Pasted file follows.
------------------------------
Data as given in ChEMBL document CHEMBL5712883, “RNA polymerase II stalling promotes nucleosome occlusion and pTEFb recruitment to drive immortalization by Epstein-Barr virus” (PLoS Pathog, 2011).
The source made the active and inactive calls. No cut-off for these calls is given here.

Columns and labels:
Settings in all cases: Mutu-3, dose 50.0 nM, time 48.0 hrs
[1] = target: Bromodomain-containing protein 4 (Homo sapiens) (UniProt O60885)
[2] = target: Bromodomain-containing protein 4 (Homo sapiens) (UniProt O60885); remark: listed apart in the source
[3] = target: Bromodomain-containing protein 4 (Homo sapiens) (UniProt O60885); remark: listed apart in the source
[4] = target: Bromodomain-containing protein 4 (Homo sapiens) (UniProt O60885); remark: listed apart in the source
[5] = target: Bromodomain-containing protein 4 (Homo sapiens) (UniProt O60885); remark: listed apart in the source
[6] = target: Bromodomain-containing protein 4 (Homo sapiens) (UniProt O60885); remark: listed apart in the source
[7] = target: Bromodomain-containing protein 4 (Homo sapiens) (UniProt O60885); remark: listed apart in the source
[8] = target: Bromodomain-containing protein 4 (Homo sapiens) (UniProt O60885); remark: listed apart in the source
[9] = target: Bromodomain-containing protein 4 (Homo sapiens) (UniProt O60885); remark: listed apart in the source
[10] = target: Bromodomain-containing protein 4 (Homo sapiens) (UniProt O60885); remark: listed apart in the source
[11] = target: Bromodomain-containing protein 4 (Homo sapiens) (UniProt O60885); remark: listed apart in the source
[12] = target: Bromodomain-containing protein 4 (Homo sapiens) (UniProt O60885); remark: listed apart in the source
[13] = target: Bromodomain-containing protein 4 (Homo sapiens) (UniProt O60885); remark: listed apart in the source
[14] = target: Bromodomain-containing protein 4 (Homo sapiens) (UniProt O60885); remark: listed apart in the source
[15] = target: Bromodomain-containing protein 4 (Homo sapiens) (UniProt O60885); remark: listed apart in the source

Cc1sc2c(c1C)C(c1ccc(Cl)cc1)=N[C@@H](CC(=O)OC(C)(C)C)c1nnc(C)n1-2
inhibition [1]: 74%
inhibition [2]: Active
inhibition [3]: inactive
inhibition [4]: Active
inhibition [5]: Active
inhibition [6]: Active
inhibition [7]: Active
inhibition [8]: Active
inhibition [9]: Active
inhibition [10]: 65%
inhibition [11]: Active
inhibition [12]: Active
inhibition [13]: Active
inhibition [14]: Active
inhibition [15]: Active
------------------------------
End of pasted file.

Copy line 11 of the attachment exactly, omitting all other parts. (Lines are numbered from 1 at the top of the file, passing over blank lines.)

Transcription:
[7] = target: Bromodomain-containing protein 4 (Homo sapiens) (UniProt O60885); remark: listed apart in the source